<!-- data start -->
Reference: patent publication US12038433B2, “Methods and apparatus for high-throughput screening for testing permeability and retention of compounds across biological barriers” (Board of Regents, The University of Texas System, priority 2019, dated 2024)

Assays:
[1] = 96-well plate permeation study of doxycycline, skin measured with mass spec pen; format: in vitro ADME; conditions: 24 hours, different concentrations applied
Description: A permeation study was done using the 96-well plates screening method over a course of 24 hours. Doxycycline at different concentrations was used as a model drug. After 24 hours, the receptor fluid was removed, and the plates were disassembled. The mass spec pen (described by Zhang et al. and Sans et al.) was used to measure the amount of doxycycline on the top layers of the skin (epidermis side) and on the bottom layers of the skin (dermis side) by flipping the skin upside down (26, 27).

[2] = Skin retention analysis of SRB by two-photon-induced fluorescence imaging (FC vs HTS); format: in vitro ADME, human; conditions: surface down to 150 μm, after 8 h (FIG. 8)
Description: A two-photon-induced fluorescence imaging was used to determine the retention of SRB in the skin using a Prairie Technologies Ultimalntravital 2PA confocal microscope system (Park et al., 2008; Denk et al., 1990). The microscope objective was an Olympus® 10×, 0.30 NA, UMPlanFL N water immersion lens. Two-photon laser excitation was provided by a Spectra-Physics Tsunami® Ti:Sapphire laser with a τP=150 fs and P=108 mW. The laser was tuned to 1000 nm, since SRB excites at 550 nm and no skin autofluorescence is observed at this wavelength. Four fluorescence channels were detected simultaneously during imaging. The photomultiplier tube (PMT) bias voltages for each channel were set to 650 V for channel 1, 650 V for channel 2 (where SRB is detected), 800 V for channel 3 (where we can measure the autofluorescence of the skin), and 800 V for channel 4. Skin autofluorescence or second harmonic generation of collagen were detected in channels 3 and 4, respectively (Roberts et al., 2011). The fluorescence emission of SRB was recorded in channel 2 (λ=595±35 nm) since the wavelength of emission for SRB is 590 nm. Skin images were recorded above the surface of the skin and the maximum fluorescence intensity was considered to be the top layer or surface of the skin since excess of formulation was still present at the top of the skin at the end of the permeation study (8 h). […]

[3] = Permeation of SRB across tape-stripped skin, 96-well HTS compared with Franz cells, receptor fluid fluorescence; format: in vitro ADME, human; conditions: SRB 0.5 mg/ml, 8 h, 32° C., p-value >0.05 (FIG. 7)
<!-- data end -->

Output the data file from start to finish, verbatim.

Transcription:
Reference: patent publication US12038433B2, “Methods and apparatus for high-throughput screening for testing permeability and retention of compounds across biological barriers” (Board of Regents, The University of Texas System, priority 2019, dated 2024)

Assays:
[1] = 96-well plate permeation study of doxycycline, skin measured with mass spec pen; format: in vitro ADME; conditions: 24 hours, different concentrations applied
Description: A permeation study was done using the 96-well plates screening method over a course of 24 hours. Doxycycline at different concentrations was used as a model drug. After 24 hours, the receptor fluid was removed, and the plates were disassembled. The mass spec pen (described by Zhang et al. and Sans et al.) was used to measure the amount of doxycycline on the top layers of the skin (epidermis side) and on the bottom layers of the skin (dermis side) by flipping the skin upside down (26, 27).

[2] = Skin retention analysis of SRB by two-photon-induced fluorescence imaging (FC vs HTS); format: in vitro ADME, human; conditions: surface down to 150 μm, after 8 h (FIG. 8)
Description: A two-photon-induced fluorescence imaging was used to determine the retention of SRB in the skin using a Prairie Technologies Ultimalntravital 2PA confocal microscope system (Park et al., 2008; Denk et al., 1990). The microscope objective was an Olympus® 10×, 0.30 NA, UMPlanFL N water immersion lens. Two-photon laser excitation was provided by a Spectra-Physics Tsunami® Ti:Sapphire laser with a τP=150 fs and P=108 mW. The laser was tuned to 1000 nm, since SRB excites at 550 nm and no skin autofluorescence is observed at this wavelength. Four fluorescence channels were detected simultaneously during imaging. The photomultiplier tube (PMT) bias voltages for each channel were set to 650 V for channel 1, 650 V for channel 2 (where SRB is detected), 800 V for channel 3 (where we can measure the autofluorescence of the skin), and 800 V for channel 4. Skin autofluorescence or second harmonic generation of collagen were detected in channels 3 and 4, respectively (Roberts et al., 2011). The fluorescence emission of SRB was recorded in channel 2 (λ=595±35 nm) since the wavelength of emission for SRB is 590 nm. Skin images were recorded above the surface of the skin and the maximum fluorescence intensity was considered to be the top layer or surface of the skin since excess of formulation was still present at the top of the skin at the end of the permeation study (8 h). […]

[3] = Permeation of SRB across tape-stripped skin, 96-well HTS compared with Franz cells, receptor fluid fluorescence; format: in vitro ADME, human; conditions: SRB 0.5 mg/ml, 8 h, 32° C., p-value >0.05 (FIG. 7)